Thursday, 6 February 2014

Explaining my pricing

This is a rant post, so look away now if you don't want to leave with your ears burning, but you know, sometimes things need to be addressed.

I am quite good at letting things wash over me, but now and again something comes along that just boils my piddle and I have to get my side of the story out there.

Now, what is it that has rattled my cage you will be wondering.  The good old, age old. devil's pit of pricing, that's what.

So, a friend of a friend told me that some people were discussing the prices of craft classes up at Hobbycraft, complaining that they were too expensive.  Those people were unaware that one of them knew someone who knew someone and it got back to me.  Actually they weren't complaining about me personally, but as I tutor a good percentage of the classes I feel I need to speak out on behalf of all of the artisans that hold workshops up there and, of course, in lots of other places too.  Hobbycraft do not set the prices for the craft classes, the tutors do.

Let's get this into prospective.

For example, the price for a 2 hours beginners Crochet class at Hobbycraft is £10.00.  This includes materials for the student to take home with them - approx £2.00 for a hook and two balls of yarn at £1.00 each, totalling £4.00 of materials.  This leaves £6.00.   Presumably everyone thinks that is just pure profit for myself, six shiny pounds to spend on what I wish?  If only.

First of all each artisan that holds a class up at Hobbycraft needs Public Liability Insurance to work.  This can range from £40 to £100+ a year, mine is £100+ as I work with hot glass too.  I also have other business expenses to pay, such as petrol to get to the class and ink and paper for print outs and patterns.  But for this example we will discard this.

So, £6.00.  Out of that £6.00 I put away 25% for my end of the financial year tax bill - yep I pay my taxes, I am properly employed by myself, fill in my self-assessment every year and everything.  Which leaves £4.50.

£4.50 for a two hour class equals £2.25 an hour.  Not taking into account any set up or clear down times.

To earn minimum wage of £6.31 I need three students.  (which will pay me £6.75)

Four students and I earn £9.00 an hour.  The maximum I take is 8 students for any class.

Now for those who have been to my classes you will realise that 4 students doesn't often happen, usually it is two or three.  Occasionally I have a full house, which is great, the times when more people attend makes up for the times that I go in for one single person and earn £2.25 an hour.

I have no issues with running a class for one, if people have been good enough to hand over their hard earned cash, then I am good enough to provide the service they have paid for.  I even quite enjoy the one-to-one experience with a student.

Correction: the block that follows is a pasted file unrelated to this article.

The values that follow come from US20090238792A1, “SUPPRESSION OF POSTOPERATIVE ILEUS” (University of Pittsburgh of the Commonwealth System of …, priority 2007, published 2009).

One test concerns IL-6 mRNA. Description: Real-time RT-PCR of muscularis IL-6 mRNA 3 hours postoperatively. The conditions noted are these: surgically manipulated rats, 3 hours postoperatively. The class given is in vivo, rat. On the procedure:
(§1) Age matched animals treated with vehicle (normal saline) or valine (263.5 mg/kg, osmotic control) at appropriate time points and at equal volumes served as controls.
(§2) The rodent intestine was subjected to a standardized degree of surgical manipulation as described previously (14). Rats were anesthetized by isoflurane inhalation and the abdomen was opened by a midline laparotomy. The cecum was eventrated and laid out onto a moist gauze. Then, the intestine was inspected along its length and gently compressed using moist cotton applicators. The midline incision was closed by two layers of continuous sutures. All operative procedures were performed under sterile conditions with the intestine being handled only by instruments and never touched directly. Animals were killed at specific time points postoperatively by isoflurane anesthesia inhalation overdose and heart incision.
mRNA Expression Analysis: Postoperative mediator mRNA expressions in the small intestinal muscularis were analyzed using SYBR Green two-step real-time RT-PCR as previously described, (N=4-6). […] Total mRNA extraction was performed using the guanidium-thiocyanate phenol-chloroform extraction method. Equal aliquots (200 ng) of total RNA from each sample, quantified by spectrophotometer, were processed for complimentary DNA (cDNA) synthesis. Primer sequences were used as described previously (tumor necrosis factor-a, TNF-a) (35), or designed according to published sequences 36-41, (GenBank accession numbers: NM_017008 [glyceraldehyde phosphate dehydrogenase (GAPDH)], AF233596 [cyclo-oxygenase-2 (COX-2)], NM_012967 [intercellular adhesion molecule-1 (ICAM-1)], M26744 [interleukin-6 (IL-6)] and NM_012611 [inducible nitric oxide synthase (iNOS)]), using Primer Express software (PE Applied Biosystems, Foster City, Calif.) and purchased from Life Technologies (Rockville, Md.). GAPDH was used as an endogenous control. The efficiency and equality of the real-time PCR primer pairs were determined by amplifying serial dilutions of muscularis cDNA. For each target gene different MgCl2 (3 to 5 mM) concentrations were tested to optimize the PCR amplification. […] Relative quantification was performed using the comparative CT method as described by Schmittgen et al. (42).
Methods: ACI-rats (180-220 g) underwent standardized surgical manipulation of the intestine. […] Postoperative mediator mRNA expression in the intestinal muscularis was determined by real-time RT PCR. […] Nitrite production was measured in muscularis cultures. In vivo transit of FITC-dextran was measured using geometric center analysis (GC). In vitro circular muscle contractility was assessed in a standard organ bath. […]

What I don't take into account is the travel time, (ok, it's not much for Hobbycraft as it is close to home, but it can be for other places),  the preparation time, which can run into hours if you need a lesson plan, the hours spent making samples for each class and the purchasing of materials for people that do not bother to turn up.

I hope that the people who had an opinion on my pricing will stumble across my blog and read this, then they can ask themselves that now I have explained the pricing does it sound so bad?  Do they realise that some days I might not get any bookings at all even though I have put aside that time just in case?  No bookings = no wages.

Everyone has a right to earn a living, and I am just trying to earn mine.


  1. Well said my dear... when its broken down like that maybe people will understand. xx

  2. Only a tenner? And that includes materials too! Do these people have any idea how much classes cost? I wish we had craft classes for a tenner down here in the South, I would be there bright and early with my ten shiny pound coins clutched in my little fist.

    I'm afraid it's the pound shop mentality - doesn't matter about the quality of the content, it's the bottom line of the price every time. [And I say this as someone who loves pound shops, and charity shops for that matter] Those people will always be looking for the cheapest option no matter what.

    I think you're remarkably calm. If I had written this blog post there would be an awful lot of ****s and !!!!!s flying around.


  3. I have had all day to calm down ;) I feel much better now though that I have had my rant.

  4. Brilliantly explained Sooz xx...shirls

  5. That price is incredibly cheap! How many experts would work for minimum wage?!

  6. Well said Sooz ... I think if folk offer classes at Hobbycraft or elsewhere for that matter, everyone should discretely display a breakdown like that, so folk can read it and hang their heads in shame. It takes dedication to do that kind of work and I for one would love to pay £10 or what ever for one of your classes ... shame you are so far away.
    Nobody thinks about the coast of a business ... petrol, insurance, telefone, room hire, materials, time, ink, equipment (PC etc.) - not to mention heat and lighting etc. etc. etc. ...( can you tell I used to run a business ;) ?)
    Hugs to you and all who are so committed that they still run classes

  7. To me it seems to cheap and the price should be easily doubled.

  8. It's extremely cheap for two hours, including materials, and l doubt these complaining types would find any classes in any subject for less anywhere - no, they would be looking at twice or three times as much.

  9. It's great to have such support, thank you.

  10. £10 is a real bargin! Some people just want something for nothing and I would argue that they wouldn't turn up with a smile for £2.25 an hour but as artisans we do. Well put Sooz.


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